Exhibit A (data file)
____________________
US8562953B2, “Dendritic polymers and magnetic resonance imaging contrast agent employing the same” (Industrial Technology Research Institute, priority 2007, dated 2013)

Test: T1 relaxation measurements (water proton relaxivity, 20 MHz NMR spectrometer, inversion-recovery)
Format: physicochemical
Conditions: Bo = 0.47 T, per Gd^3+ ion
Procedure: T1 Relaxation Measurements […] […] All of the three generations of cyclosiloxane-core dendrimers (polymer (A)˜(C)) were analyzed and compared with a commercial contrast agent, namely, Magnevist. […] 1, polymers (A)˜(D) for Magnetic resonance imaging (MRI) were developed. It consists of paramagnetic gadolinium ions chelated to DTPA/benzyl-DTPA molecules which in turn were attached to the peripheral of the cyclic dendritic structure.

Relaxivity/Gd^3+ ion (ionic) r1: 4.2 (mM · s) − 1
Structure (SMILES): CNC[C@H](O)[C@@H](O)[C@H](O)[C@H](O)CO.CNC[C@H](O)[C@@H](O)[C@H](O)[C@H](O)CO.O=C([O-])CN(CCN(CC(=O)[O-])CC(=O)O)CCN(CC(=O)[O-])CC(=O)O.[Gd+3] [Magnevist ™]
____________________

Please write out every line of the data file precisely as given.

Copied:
US8562953B2, “Dendritic polymers and magnetic resonance imaging contrast agent employing the same” (Industrial Technology Research Institute, priority 2007, dated 2013)

Test: T1 relaxation measurements (water proton relaxivity, 20 MHz NMR spectrometer, inversion-recovery)
Format: physicochemical
Conditions: Bo = 0.47 T, per Gd^3+ ion
Procedure: T1 Relaxation Measurements […] […] All of the three generations of cyclosiloxane-core dendrimers (polymer (A)˜(C)) were analyzed and compared with a commercial contrast agent, namely, Magnevist. […] 1, polymers (A)˜(D) for Magnetic resonance imaging (MRI) were developed. It consists of paramagnetic gadolinium ions chelated to DTPA/benzyl-DTPA molecules which in turn were attached to the peripheral of the cyclic dendritic structure.

Relaxivity/Gd^3+ ion (ionic) r1: 4.2 (mM · s) − 1
Structure (SMILES): CNC[C@H](O)[C@@H](O)[C@H](O)[C@H](O)CO.CNC[C@H](O)[C@@H](O)[C@H](O)[C@H](O)CO.O=C([O-])CN(CCN(CC(=O)[O-])CC(=O)O)CCN(CC(=O)[O-])CC(=O)O.[Gd+3] [Magnevist ™]